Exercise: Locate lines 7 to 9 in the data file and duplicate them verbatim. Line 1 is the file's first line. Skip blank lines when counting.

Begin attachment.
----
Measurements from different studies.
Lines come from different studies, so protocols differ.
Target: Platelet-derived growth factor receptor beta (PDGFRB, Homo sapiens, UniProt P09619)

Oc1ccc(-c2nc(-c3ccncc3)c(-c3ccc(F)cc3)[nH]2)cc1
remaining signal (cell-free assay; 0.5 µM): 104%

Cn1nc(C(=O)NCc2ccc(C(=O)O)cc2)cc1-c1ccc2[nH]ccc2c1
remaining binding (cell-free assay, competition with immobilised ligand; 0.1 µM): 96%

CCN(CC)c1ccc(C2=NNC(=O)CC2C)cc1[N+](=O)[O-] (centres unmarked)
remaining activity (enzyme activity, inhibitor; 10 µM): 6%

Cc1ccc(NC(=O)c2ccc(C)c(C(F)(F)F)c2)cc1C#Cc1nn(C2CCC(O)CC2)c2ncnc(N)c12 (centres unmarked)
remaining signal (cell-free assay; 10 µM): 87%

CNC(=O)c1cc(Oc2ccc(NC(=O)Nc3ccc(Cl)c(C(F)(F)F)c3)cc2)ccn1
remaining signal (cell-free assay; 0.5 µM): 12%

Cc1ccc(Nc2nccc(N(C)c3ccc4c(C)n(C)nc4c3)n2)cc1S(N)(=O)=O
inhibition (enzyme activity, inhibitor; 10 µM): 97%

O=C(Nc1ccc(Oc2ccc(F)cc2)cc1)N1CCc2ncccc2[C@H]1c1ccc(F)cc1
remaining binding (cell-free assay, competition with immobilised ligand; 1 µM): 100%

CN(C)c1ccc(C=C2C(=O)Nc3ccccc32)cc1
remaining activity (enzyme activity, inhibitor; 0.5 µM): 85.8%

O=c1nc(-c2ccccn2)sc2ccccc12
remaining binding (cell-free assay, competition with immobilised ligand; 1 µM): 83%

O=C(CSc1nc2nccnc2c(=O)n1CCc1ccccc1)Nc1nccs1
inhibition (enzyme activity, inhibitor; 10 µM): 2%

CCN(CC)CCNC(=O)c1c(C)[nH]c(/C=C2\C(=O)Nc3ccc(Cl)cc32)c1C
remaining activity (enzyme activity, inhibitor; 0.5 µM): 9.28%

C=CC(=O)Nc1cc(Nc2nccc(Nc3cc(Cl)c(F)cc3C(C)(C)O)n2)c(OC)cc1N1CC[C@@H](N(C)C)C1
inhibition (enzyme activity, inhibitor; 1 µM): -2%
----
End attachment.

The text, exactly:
remaining binding (cell-free assay, competition with immobilised ligand; 0.1 µM): 96%

CCN(CC)c1ccc(C2=NNC(=O)CC2C)cc1[N+](=O)[O-] (centres unmarked)
remaining activity (enzyme activity, inhibitor; 10 µM): 6%